Not necessarily. Not at least according to this small-scale study. The study compares three different pillows: a standard feather pillow, memory foam, and one that’s orthopedically-designed. The best outcome for sleep quality, suggests the study, is an orthopedic pillow.
These days, there are several options for orthopedic pillows that do contain memory foam. But there’s a couple different styles of memory foam to consider, which will be described shortly.
If you are indeed a fan of memory foam (some people love it, others find it too squishy), the same reviewer recommends the Snuggle-Pedic Memory Foam Pillow. That’s because it’s super dense yet moldable. It just might indeed be the perfect pillow if you need extra support. Particularly, says the author, in the stomach, hip or knees.
Another supportive body pillow with memory foam the reviewer recommends comes from Coop Home Goods. It contains shredded memory foam. The texture of shredded memory foam looks like tiny bits of popcorn.
Proponents of shredded foam say it’s the best type of memory foam on the market. And therefore, it’s better than first-generation down-memory foam. Traditional memory foam isn’t as moldable as shredded foam.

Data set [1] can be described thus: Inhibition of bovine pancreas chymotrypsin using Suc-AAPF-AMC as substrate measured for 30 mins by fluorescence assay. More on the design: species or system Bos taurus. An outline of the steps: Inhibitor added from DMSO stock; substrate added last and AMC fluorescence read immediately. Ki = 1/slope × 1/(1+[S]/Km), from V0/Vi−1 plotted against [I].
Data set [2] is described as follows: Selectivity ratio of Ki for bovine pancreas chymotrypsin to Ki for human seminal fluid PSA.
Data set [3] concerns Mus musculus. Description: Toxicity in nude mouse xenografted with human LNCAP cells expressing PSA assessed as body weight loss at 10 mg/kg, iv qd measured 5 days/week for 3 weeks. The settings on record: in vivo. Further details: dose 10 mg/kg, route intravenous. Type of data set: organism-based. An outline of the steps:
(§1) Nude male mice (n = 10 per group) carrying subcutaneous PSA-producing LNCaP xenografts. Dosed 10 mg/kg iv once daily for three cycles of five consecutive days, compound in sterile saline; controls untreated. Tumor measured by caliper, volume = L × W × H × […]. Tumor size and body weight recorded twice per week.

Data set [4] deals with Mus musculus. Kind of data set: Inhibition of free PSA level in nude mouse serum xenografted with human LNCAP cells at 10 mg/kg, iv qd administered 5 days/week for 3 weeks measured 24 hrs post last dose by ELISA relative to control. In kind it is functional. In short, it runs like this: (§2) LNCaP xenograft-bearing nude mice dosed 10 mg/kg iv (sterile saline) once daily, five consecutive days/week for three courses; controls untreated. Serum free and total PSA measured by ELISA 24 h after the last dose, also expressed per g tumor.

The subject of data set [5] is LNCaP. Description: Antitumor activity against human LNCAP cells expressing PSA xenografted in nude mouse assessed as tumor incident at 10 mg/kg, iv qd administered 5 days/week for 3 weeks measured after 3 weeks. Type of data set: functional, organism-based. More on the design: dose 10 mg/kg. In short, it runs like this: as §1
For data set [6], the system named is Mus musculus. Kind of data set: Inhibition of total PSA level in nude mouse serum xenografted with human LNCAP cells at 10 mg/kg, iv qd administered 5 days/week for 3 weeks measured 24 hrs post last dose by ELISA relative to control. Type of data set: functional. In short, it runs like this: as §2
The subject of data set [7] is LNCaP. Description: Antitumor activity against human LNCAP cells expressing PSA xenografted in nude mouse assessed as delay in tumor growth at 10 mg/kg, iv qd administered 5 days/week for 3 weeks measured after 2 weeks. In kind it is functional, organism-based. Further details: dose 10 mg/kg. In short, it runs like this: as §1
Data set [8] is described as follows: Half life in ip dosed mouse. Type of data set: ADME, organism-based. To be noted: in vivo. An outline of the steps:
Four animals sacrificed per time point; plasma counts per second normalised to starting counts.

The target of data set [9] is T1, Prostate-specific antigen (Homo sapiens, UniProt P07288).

So if moldability is critical to you, look for a pillow with shredded foam. Coop Home Goods shredded memory foam allows you to add or take away the amount of “popcorn bits” in your pillow.
(However, keep in mind that shredded memory foam pillows are inconsistent from one square inch to the next. Therefore, if you’re using one under your head, you may find yourself adjusting your sleep position more often.)
Sleeping with body pillow benefits
By now, the benefits of sleeping with a body pillow are hopefully quite obvious. You’ll sleep better. You’ll have less pain. And your spinal curvature may normalize. Also, the ligaments and tendons supporting your vertebra may have less stress on them.
Best body pillow for side sleepers
You might not even need to buy a special body pillow if you sleep on your slide. In fact, most people find that if they sleep with a thinner pillow under their head and a thicker (but not too thick) one in between the knees, that’s good enough to get a better night sleep.
If you’re a side sleeper and want to go high-end, the ComfiLife Orthopedic Knee Pillow seems like a good bet. On Amazon, it’s got well over 3,000 reviews, most of them 5-star. Reviewers who have tried different knee pillows contend that other knee pillows are either too small, too soft, or slip out. However, the heavy foam and durability of the ComfiLife knee pillow is ideal for hips and knees. Some reviewers claim it reduces sciatic pain.
Best body pillows for pregnancy
Remember the Snuggle-Pedic Memory Foam pillow from above? It’s a good choice for pregnant women as well. That’s because pregnant women need extra support around the hips and knees.
Looking to better your sleep even more? Check out: